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Galaxies In More Crowded Environments Rotate Slower: Implications For Gravity

25 Mar 2021, 15:36 UTC
Galaxies In More Crowded Environments Rotate Slower: Implications For Gravity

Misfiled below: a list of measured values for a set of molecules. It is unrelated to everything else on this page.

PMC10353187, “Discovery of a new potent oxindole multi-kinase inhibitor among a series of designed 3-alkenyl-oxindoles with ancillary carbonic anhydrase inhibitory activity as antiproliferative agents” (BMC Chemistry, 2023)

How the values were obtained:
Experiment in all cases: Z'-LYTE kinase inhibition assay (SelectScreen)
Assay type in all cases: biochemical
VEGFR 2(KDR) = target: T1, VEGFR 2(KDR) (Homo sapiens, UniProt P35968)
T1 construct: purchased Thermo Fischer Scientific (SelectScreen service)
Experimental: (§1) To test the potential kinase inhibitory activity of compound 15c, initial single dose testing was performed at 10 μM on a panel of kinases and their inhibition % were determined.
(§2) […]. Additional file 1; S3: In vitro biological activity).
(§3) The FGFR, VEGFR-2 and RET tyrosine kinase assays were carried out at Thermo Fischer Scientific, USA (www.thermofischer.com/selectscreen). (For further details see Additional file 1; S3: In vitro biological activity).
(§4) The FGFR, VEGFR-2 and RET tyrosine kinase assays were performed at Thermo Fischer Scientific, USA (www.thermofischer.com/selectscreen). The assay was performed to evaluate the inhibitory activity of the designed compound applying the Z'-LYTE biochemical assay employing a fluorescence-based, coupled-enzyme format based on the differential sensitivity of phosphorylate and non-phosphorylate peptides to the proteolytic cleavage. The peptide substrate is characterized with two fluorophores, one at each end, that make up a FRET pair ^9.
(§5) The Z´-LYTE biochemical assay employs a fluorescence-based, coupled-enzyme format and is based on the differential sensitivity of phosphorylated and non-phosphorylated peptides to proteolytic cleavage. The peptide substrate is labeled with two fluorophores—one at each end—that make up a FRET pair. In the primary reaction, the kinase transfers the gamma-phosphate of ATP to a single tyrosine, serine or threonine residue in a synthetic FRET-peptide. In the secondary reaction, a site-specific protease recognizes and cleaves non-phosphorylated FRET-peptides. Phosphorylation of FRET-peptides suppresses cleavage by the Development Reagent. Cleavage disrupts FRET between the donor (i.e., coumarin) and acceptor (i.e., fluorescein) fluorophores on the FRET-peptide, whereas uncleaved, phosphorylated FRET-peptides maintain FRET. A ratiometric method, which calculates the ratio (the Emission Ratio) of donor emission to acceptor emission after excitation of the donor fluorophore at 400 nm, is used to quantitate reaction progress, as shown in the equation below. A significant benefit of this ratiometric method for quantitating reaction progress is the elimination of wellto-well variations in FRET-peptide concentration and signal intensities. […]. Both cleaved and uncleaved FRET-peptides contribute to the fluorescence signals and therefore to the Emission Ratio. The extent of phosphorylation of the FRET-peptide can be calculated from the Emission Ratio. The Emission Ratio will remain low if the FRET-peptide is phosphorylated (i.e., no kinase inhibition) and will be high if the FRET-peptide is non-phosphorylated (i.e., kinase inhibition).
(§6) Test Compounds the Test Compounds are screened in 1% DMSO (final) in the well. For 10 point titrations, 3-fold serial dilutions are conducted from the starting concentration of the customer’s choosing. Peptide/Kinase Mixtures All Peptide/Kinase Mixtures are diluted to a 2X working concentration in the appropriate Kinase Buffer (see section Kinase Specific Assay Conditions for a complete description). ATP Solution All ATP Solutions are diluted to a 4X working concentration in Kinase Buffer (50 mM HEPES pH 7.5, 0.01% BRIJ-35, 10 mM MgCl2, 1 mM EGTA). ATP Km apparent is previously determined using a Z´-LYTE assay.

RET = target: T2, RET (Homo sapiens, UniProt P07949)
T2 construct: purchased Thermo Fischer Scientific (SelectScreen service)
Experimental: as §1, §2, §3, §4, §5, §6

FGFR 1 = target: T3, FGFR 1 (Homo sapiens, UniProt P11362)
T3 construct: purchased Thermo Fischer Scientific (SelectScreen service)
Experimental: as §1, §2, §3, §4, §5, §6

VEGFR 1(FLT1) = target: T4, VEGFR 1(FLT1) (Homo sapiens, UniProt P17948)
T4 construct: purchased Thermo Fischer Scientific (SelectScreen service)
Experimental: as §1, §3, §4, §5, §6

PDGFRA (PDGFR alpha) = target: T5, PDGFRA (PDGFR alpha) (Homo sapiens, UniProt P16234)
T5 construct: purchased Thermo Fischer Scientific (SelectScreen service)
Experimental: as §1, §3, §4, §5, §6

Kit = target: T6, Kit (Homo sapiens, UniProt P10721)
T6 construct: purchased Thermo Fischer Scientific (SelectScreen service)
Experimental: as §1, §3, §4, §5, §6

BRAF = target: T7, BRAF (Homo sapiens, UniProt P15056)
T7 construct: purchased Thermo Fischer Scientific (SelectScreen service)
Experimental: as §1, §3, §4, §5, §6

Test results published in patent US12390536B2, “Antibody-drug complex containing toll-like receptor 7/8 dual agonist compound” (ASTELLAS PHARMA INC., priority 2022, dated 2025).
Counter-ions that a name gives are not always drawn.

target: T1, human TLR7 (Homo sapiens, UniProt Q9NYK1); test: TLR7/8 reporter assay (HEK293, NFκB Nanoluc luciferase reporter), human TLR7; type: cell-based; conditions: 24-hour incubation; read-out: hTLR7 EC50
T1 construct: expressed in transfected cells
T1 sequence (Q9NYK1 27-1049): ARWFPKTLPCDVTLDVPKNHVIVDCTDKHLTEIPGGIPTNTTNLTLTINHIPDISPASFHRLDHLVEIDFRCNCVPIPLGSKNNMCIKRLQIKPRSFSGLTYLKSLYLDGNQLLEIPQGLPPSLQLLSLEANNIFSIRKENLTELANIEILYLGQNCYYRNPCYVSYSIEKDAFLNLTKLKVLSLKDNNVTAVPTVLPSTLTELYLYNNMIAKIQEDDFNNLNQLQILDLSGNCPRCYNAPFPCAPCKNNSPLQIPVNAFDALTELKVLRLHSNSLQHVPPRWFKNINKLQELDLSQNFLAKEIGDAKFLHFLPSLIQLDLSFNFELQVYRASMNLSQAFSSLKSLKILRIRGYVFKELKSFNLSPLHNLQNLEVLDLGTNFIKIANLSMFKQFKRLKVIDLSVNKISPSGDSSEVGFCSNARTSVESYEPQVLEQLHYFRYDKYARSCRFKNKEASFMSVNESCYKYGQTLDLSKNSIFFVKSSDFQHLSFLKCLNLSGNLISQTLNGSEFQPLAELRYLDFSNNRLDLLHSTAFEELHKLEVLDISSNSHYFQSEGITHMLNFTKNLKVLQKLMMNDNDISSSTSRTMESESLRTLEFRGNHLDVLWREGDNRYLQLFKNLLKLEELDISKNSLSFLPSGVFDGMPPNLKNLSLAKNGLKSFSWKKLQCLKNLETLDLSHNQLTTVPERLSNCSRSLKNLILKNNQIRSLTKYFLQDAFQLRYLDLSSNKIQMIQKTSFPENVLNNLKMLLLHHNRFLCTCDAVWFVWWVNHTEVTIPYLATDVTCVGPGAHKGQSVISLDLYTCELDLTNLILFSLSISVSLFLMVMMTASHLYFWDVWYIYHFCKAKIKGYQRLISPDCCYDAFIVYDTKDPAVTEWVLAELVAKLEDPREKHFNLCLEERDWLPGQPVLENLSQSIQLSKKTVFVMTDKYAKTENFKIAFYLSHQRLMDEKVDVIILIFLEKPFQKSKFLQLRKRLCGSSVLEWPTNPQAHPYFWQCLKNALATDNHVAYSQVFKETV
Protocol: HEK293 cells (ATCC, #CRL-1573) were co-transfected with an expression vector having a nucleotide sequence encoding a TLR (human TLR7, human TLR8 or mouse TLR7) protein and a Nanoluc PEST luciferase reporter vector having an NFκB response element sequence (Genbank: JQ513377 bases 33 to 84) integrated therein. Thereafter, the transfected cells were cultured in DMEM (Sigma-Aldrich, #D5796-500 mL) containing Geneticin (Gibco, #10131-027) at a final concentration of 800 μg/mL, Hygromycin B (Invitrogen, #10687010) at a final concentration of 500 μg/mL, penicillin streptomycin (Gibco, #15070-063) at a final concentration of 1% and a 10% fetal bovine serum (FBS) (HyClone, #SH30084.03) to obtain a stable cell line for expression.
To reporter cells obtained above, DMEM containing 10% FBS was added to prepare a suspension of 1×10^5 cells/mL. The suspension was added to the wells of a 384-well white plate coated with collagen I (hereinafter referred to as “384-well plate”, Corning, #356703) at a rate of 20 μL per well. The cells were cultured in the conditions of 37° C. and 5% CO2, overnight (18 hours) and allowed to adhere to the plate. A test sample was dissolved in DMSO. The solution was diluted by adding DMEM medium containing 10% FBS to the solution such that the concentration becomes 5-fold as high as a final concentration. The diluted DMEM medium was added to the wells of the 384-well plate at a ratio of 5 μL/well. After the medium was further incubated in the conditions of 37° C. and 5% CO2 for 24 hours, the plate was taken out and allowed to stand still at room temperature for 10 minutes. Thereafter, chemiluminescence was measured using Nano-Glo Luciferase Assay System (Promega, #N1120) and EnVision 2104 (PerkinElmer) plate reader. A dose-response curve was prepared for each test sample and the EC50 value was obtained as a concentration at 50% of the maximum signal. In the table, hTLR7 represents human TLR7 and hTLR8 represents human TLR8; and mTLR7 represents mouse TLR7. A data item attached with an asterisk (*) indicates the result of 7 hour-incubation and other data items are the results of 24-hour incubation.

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This guest post was written by Indranil Banik, a Humboldt postdoctoral research fellow at the University of Bonn. Indranil works on a variety of tests exploring whether gravity in the weak field regime follows the Milgromian rather than the Newtonian law, which seems very likely given current evidence, and also tests the related hypothesis of galaxies having their own dark matter halos. My work is accessible through ORCID (identifier 0000-0002-4123-7325).Title: Testing the Strong Equivalence Principle: Detection of the External Field Effect in Rotationally Supported GalaxiesAuthors: Kyu-Hyun Chae, Federico Lelli, Harry Desmond, Stacy S. McGaugh, Pengfei Li, and James M. SchombertFirst Author’s Institution: Sejong University, Seoul, Republic of KoreaStatus: Accepted to ApJ, open access on arxivWe’ve all heard the story of how an apple supposedly fell on Newton’s head and inspired him to write down ideas about gravity. Newton proposed that gravity is an invisible force that holds objects like the Earth and Moon in place. Little did he know, he was actually missing some pieces. Albert Einstein came along in the early 20th century and revolutionized the world with his idea that the force of gravity is actually the result of the curvature of an invisible fabric called spacetime, an ...

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